There’s a number of both free and ticketed events scheduled at The National Archives this week. On Thursday the 27th March, there’s a free talk entitled ‘We may lie and die in a land of plenty..’- the Victorian poor in their own words. This talk looks at pauper letters, statements and petitions highlighting the concerns, thoughts and feelings of the poor in their own words.
On the Friday, television broadcaster Jeremy Paxman explores what life was like for the British during the First World War, from politicians to newspapermen, Tommies, factory-workers, nurses, wives and children. Cost for this talk is £5.
The National Library of Scotland have announced a couple of workshops for January designed to help people make better use of their services. The workshops offer practical information on family history research and advice on what services they can offer to the family historian.
On the 14th January, the workshop is ‘Getting started at NLS’ and on the 15th January, the second workshop is ‘Discovering family history at NLS’. If you’re local to Edinburgh or have a Scottish ancestral connection , it may be worth a visit to find out more! There’s more details on the National Library of Scotland website.
This year, The National Archives announced ‘Discovery’ their new online catalogue, would become the only way to search online through The National Archives record collections. Many family historians were used to the previous ‘Documents Online’ system in place before Discovery so to help with any queries and to help people find their way around the new online catalogue, The National Archives have announced a webinar on the 20 January 2014.
The webinar takes place from 14.00 to 15.00 hours UK time and will look at how to conduct searches, using keywords, filters and other useful features to help make the most of the ‘Discovery’ catalogue. It’s hosted by Audrey Collins and if you’d like more information, please visit The National Archives website.
The Society of Genealogists ‘Evening Skills Course Stage 1’ starts up again on the 23rd of January. For those new to family history research or have only a little experience in researching, the course Stage 1 is ideal to build up your knowledge. It is a 10 week course.
The course has proved very successful in the past and the SoG have a team of professional genealogists who will introduce the records and illustrate how they should best be used for the study of family history.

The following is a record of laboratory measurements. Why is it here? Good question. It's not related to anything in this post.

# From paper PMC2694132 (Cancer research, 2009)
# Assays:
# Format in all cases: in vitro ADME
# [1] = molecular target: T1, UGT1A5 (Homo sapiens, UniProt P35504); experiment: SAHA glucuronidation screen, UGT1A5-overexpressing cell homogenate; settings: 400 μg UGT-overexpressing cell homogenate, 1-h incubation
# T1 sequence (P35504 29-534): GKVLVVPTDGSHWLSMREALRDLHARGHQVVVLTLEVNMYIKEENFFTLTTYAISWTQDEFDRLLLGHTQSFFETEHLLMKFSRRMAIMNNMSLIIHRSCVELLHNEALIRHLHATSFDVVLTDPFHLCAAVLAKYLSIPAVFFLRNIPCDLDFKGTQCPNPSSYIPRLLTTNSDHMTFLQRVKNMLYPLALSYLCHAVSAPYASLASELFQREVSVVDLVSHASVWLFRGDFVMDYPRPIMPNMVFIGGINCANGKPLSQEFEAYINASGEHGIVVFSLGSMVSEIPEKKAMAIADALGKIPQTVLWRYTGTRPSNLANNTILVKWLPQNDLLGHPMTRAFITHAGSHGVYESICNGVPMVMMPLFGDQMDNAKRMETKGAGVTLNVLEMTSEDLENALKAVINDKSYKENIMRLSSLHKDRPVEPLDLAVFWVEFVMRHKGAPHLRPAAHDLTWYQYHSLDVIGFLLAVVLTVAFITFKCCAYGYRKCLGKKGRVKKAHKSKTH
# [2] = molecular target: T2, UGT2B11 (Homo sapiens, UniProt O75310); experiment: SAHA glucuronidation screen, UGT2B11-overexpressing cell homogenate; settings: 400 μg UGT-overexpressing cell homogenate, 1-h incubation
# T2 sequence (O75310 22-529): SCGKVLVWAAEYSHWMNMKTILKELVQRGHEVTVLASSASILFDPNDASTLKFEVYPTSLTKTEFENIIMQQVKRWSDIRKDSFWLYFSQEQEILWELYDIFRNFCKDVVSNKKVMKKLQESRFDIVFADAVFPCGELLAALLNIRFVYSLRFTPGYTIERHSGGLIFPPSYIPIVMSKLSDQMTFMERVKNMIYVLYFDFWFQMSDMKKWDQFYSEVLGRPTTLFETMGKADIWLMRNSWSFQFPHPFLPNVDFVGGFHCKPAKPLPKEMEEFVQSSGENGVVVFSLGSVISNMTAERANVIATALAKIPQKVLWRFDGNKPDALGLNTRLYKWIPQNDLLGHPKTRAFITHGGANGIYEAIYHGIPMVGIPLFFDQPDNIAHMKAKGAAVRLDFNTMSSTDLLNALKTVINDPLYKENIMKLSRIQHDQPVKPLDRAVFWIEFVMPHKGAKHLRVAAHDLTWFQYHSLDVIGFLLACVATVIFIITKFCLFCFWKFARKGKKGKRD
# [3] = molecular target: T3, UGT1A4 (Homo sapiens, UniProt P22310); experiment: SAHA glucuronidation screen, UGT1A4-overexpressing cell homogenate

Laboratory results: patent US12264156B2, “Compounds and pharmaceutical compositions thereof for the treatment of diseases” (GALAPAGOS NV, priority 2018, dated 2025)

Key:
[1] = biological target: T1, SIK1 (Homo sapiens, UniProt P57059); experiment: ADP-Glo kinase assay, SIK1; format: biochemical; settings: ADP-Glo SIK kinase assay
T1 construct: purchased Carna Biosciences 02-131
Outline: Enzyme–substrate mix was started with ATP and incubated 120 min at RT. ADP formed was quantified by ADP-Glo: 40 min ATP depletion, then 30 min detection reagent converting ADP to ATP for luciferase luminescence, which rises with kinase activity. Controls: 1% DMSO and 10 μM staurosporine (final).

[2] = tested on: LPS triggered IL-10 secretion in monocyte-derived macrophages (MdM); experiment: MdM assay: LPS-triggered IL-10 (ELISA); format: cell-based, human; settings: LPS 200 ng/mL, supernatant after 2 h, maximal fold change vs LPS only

According to the SoG website, “publications, electronic finding aids and the internet will, of course, be included along with all the basic sources needed to start research. Skills courses stages 2 & 3 will follow later this year.”
English or Welsh family tree brick walls? Why not get some help?
There’s a well received beginners level course, delivered weekly to your computer to study when you want, which offers information packed, step-by-step tutorials. Provided by Nick Thorne (a.k.a. The Nosey Genealogist), it’s great for those people new to family history who would like some expert guidance on how to find their way around those potential difficulties and pitfalls that we all stumble across when researching our family history.
Also of great benefit to those who are a bit more advanced, this course quickly takes the student on to look at the many different record sets and archives that you may not have thought to look. Places that your ancestors may be hiding in full sight.
Nick Thorne is a leading family historian (with a number of years of researching family histories behind him) and in the course there are also some contributions from Mark Bayley, Head of Online Content from TheGenealogist.co.uk
Topics covered in the 12 months include:
The census collections; The Parish records; The Parish Chest; Dade Registers; County Record offices; Nonconformist; Religious records; Clandestine marriages; City and Town Directories; Census substitutes; Apprentices; Professionals; Army ancestors; Royal Navy ancestors; RAF forebears; Merchant Navy ancestors; Illegitimacy; The Workhouse; Poor Law; Death records; Burial; Wills; Rural ancestors; Bankrupts; Black sheep; Genetics and DNA; Occupations; Maps and Charts; The National Archives; Family Search Centres; Passports; Manorial records; Old Newspapers and much more!
Reading through the latest issue of the monthly journal from the Society of Genealogists, there’s a few interesting courses and lectures scheduled in over the next couple of weeks. On the 22 June, Simon Fowler gives a talk on ‘Making the Best Use of The National Archives Website’ and on the 29th June, AlecTritton talks about ‘Nonconformist Ancestors – including 19th Century Sects’.